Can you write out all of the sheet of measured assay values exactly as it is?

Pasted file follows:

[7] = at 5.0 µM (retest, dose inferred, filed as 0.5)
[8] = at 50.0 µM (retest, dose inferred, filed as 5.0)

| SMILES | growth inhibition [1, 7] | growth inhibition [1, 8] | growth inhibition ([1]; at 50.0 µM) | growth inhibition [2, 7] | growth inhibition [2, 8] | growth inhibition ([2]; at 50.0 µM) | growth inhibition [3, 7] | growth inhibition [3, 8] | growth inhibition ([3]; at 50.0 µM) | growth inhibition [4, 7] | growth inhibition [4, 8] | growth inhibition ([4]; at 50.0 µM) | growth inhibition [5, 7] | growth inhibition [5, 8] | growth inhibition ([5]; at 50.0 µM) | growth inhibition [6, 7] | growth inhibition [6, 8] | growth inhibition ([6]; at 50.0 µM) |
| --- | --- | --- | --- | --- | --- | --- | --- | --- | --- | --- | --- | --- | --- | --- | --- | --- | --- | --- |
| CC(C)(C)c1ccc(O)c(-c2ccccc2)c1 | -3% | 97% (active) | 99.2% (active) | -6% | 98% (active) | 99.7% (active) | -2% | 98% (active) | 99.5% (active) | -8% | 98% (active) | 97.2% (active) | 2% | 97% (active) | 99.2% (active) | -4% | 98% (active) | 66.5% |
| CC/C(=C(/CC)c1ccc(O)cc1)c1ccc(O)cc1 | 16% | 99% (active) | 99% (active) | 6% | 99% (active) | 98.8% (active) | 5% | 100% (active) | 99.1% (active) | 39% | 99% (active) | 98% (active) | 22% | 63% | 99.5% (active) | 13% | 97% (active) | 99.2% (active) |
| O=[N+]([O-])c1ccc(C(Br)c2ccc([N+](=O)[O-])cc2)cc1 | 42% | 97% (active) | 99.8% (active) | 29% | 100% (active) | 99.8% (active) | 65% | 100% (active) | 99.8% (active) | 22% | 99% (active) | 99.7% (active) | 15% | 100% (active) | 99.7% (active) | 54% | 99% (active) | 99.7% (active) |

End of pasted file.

[7] = at 5.0 µM (retest, dose inferred, filed as 0.5)
[8] = at 50.0 µM (retest, dose inferred, filed as 5.0)

| SMILES | growth inhibition [1, 7] | growth inhibition [1, 8] | growth inhibition ([1]; at 50.0 µM) | growth inhibition [2, 7] | growth inhibition [2, 8] | growth inhibition ([2]; at 50.0 µM) | growth inhibition [3, 7] | growth inhibition [3, 8] | growth inhibition ([3]; at 50.0 µM) | growth inhibition [4, 7] | growth inhibition [4, 8] | growth inhibition ([4]; at 50.0 µM) | growth inhibition [5, 7] | growth inhibition [5, 8] | growth inhibition ([5]; at 50.0 µM) | growth inhibition [6, 7] | growth inhibition [6, 8] | growth inhibition ([6]; at 50.0 µM) |
| --- | --- | --- | --- | --- | --- | --- | --- | --- | --- | --- | --- | --- | --- | --- | --- | --- | --- | --- |
| CC(C)(C)c1ccc(O)c(-c2ccccc2)c1 | -3% | 97% (active) | 99.2% (active) | -6% | 98% (active) | 99.7% (active) | -2% | 98% (active) | 99.5% (active) | -8% | 98% (active) | 97.2% (active) | 2% | 97% (active) | 99.2% (active) | -4% | 98% (active) | 66.5% |
| CC/C(=C(/CC)c1ccc(O)cc1)c1ccc(O)cc1 | 16% | 99% (active) | 99% (active) | 6% | 99% (active) | 98.8% (active) | 5% | 100% (active) | 99.1% (active) | 39% | 99% (active) | 98% (active) | 22% | 63% | 99.5% (active) | 13% | 97% (active) | 99.2% (active) |
| O=[N+]([O-])c1ccc(C(Br)c2ccc([N+](=O)[O-])cc2)cc1 | 42% | 97% (active) | 99.8% (active) | 29% | 100% (active) | 99.8% (active) | 65% | 100% (active) | 99.8% (active) | 22% | 99% (active) | 99.7% (active) | 15% | 100% (active) | 99.7% (active) | 54% | 99% (active) | 99.7% (active) |